A team of government geologists has found new evidence to support the controversial theory that some gigantic object crashed into Earth 65 million years ago and wiped out dinosaurs and many other forms of life.
The scientists, from the U.S. Geological Survey in Denver, said they found quartz grains bearing telltale evidence of shock from a tremendous impact at five sites in Europe, one in New Zealand and one from a drill core sample in the bottom of the Pacific Ocean. Similar quartz grains also have been found in Montana and in the Soviet Union.
All the shocked quartz grains came from deposits that originated at the end of the Cretaceous Period 65 million years ago--about the time when dinosaurs and some other species disappeared.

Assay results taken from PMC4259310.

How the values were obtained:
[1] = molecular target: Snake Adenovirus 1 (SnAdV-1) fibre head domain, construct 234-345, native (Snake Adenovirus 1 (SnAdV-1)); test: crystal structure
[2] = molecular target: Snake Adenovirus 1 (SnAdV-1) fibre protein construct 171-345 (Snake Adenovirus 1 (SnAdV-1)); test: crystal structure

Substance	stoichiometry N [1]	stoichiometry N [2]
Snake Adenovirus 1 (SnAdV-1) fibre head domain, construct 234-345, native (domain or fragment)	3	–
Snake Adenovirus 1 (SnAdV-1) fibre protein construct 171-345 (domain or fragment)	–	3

Nobel laureate Luis Alvarez of the Lawrence Berkeley Laboratory and his son Walter, a University of California, Berkeley, geology professor, proposed seven years ago that the mass extinction was caused by the impact of an asteroid or comet that kicked up a global dust cloud that blocked out sunlight for months. The lack of sunlight would have suppressed photosynthetic processes by which plants grow, thus eliminating food supplies for many creatures.